Connecticut Healthy Workplace Advocates testify in support of workplace bullying legislation

Last week, members of the Connecticut Healthy Workplace Advocates provided testimony to the Labor and Public Employees Committee of the Connecticut legislature in support of legislation that would require the state’s Department of Administrative Services to “report the number of complaints of bullying or abusive conduct to the General Assembly.”

If passed by the legislature and signed into law, this bill would help to generate raw data that would support the enactment of more comprehensive protections against workplace bullying, such as the Healthy Workplace Bill.

Friend’s suicide spurs commitment and action

Personal experiences, not political ideology or work obligations, tend to be what draws people to support legal protections against workplace bullying. A prime example is Katherine Hermes, a college professor and volunteer coordinator of the Connecticut effort to enact the Healthy Workplace Bill.

Katherine became active in the anti-bullying movement after a close friend, Marlene Braun, committed suicide because she could no longer tolerate her abusive work situation. Here’s the opening of Katherine’s testimony (link here):

In 2005, one of my dearest friends whom I had known for 33 years, Marlene Braun, committed suicide. In her suicide note, she explained that her boss had made her life “utterly unbearable.” Marlene was a 13-year federal employee with the Bureau of Land Management, had advanced degrees in soil science and bio-geochemistry, and was a veteran of the United States army. And she shot herself in the head because she could no longer endure the torment and abuse heaped upon her by her boss.

Read the rest

Despite the difficulties in getting bullying targets to share their concerns with their elected officials, the Connecticut group did a fine job of generating support for the bill. For example, the Connecticut AFL-CIO is among the organizations and individuals who submitted written testimony endorsing the bill. Go here for links to other statements.

5 responses

  1. Hi David,

    I have been reading your blog and find it very interesting. Since you write about bullying I thought of seeking your advise on an issue. I would really appreciate your opinion on the same.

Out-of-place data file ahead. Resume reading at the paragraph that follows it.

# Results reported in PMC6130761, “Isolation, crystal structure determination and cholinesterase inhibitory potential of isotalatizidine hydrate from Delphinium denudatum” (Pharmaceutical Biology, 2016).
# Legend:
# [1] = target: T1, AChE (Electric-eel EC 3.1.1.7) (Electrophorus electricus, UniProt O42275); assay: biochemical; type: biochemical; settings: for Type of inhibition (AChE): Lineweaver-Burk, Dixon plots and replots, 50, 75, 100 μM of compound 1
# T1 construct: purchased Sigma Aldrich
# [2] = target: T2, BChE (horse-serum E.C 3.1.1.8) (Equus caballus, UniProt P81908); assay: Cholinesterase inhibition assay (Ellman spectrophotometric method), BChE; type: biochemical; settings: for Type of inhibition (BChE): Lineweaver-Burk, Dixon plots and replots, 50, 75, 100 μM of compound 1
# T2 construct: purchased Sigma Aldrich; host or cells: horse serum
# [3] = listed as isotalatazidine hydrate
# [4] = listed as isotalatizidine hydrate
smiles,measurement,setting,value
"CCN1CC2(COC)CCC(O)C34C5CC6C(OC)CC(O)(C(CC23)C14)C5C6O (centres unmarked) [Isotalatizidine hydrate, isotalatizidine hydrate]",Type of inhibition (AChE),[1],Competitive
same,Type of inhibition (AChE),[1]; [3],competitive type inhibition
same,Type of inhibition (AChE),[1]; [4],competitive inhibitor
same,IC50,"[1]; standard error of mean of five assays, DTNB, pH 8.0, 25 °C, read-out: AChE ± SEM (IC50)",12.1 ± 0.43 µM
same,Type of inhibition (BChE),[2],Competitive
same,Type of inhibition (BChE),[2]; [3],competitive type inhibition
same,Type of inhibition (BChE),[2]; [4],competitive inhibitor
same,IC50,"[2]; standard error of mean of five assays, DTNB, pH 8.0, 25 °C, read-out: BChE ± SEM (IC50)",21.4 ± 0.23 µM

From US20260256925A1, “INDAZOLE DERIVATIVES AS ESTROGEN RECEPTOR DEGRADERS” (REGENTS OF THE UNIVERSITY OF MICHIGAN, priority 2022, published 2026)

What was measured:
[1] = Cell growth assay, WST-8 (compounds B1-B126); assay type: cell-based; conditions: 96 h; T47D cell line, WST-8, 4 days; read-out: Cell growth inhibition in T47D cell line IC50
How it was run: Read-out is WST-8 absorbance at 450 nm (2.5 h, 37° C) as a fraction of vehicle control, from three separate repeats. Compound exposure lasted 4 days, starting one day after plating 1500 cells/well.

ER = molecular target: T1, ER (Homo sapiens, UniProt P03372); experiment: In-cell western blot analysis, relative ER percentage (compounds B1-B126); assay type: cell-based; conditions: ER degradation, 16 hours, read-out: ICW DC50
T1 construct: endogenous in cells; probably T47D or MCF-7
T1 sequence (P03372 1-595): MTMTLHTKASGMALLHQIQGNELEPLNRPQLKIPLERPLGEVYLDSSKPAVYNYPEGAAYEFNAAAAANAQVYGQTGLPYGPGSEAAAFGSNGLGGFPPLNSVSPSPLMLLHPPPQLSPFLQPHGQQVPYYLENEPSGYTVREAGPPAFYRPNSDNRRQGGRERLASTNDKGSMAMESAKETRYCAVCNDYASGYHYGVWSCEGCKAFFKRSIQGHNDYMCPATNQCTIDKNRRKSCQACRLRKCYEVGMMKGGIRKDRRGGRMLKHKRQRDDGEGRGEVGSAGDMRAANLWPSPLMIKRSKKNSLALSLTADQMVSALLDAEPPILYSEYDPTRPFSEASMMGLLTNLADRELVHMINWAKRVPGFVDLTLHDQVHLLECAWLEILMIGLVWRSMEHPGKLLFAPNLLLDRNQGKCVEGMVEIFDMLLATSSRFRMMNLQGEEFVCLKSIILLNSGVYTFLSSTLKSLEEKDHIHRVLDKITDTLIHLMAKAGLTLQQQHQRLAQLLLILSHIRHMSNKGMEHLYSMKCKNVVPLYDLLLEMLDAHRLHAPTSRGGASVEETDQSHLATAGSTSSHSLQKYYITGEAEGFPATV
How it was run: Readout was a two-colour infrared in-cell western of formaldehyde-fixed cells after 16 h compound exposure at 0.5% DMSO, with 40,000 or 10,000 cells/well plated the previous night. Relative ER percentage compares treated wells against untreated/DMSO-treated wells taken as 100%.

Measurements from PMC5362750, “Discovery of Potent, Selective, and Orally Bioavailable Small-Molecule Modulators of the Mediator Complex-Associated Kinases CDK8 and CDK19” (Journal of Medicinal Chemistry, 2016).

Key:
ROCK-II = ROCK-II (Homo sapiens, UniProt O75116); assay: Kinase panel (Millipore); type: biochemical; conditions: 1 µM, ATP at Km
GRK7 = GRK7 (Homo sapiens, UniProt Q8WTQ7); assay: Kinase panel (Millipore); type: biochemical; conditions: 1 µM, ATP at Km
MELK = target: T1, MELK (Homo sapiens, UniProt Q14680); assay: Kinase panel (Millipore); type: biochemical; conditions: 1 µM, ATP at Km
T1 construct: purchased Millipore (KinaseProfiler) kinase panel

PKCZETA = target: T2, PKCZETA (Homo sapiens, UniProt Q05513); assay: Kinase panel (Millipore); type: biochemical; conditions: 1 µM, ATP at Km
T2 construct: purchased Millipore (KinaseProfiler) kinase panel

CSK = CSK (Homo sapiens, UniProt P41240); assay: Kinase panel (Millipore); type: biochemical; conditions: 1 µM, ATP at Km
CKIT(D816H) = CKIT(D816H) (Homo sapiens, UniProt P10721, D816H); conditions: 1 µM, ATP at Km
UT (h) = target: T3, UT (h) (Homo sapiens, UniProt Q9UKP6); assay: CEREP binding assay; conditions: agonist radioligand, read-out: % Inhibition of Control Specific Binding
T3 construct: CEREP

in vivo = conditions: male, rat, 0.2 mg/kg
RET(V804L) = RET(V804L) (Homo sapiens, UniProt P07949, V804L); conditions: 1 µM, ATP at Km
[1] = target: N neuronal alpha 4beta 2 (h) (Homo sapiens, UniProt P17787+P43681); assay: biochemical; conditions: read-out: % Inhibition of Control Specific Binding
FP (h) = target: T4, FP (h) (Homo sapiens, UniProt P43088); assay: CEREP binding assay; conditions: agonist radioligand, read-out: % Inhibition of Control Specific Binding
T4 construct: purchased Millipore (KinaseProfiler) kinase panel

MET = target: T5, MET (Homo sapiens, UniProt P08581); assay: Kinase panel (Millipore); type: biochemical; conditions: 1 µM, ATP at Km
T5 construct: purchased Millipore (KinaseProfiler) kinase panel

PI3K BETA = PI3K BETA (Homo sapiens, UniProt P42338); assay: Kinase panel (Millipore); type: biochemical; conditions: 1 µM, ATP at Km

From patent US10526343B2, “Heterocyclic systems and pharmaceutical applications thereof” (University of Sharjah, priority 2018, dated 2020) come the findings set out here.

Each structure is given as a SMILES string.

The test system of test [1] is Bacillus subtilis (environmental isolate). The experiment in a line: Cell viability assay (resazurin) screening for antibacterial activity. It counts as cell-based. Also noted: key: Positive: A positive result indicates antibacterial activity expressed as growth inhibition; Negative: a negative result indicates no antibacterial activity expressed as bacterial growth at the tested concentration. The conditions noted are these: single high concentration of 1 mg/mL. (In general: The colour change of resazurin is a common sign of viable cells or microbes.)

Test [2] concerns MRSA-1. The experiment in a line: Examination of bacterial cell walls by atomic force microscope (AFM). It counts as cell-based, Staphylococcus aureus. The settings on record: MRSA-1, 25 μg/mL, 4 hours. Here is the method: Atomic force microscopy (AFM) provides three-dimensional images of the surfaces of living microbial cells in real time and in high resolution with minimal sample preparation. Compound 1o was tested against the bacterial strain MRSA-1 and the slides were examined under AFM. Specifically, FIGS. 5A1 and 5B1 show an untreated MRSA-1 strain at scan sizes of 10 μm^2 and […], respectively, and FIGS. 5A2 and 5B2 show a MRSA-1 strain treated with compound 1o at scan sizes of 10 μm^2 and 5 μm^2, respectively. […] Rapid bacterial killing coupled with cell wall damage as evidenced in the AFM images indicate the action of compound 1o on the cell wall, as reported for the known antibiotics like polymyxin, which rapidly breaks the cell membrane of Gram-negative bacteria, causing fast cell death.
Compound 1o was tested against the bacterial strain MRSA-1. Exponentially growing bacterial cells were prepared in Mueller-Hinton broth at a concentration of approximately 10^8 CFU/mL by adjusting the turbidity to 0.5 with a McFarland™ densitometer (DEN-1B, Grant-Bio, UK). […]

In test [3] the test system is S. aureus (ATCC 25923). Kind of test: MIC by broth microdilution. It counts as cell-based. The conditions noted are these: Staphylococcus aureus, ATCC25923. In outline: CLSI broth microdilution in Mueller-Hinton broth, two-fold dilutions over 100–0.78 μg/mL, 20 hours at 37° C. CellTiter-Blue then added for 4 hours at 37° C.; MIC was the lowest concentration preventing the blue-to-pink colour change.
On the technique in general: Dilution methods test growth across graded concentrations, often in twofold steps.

Here is the problem:

    X group of problem employees use a blogger A to stalk Y. Blogger A has been given a story that some organization wishes to do it, and senior managers have approved it. Now blogger A does not have any reason to doubt the statement since the blogger is interacting with some senior people.
    However, the blogger is being misused unknown to him/her. The X group of employees are problem employees and they have ganged up against Y. They are using the company resources, and are lying to the CXOs about what they are doing. They basically are misleading the person whose name is being used and the blogger. They are also threatening Y to disclose confidential details of fraud investigations since they will be able to blackmail the CXOs

    My advise to the blogger would be to contact the real seniors and find out the true story before committing something unethical and unlawful. Specially is very senior CXOs name is being misused.

    According to you what should the involved people do?

    Kind regards,

    Sonia

    • Sonia, thanks for your comment. Unfortunately, I cannot provide feedback on specific employment situations, as it necessarily involves my legal judgment and thus would not be appropriate for me to dispense advice to someone who is not my client. (It would be akin to a doctor giving online diagnoses to people who aren’t his patients.)

      Thanks for understanding. I’m sorry I can’t help you on this one, but I do recommend that you consult with an employment attorney if you seek advice on what legal and ethical risks are involved.

  2. David,

    Thanks for replying to my comment and I do apologise for discussing an unrelated post.

    Actually the situation is somewhat complex. In this case, the blogger may not have received the information from the right sources. For example, the person of group X may have used fake email ids to contact and to show their seriousness given their groups impersonators name for a senior manager to talk to the person on phone.

    I do understand that as an attorney you would be unable to give me online advise. If you do come across a similar case, please let me know.

    Kind regards,

    Sonia

  3. Interesting to see this issue taken on outside of the “school” environment and into the workplace arena. Thank you for bringing light to such an important issue.

  4. what laws have been enacted to help victims of work-place bullying?
    My understanding is that there is no law against a miserable work atmosphere unless it is biased by race, religion or gender. Would lack of financial status (poor) be a bases for bias?
    A bully uses intimidation to cause abuse to a person they want to invoke fear from the person to create a sense of achievement and power. If a boss and employee are of the same gender and the boss is using their position of authority to make an employee feel intimidated, harassed and bullied, are there legal resources for the employee to turn to?
    in attempting the “nice” way to handle a situation by filing a “formal” “written” complaint…is only flipped to lack of performance which is due to the boss/bully changing directives creating an impossible situation for success in reaching goals set.

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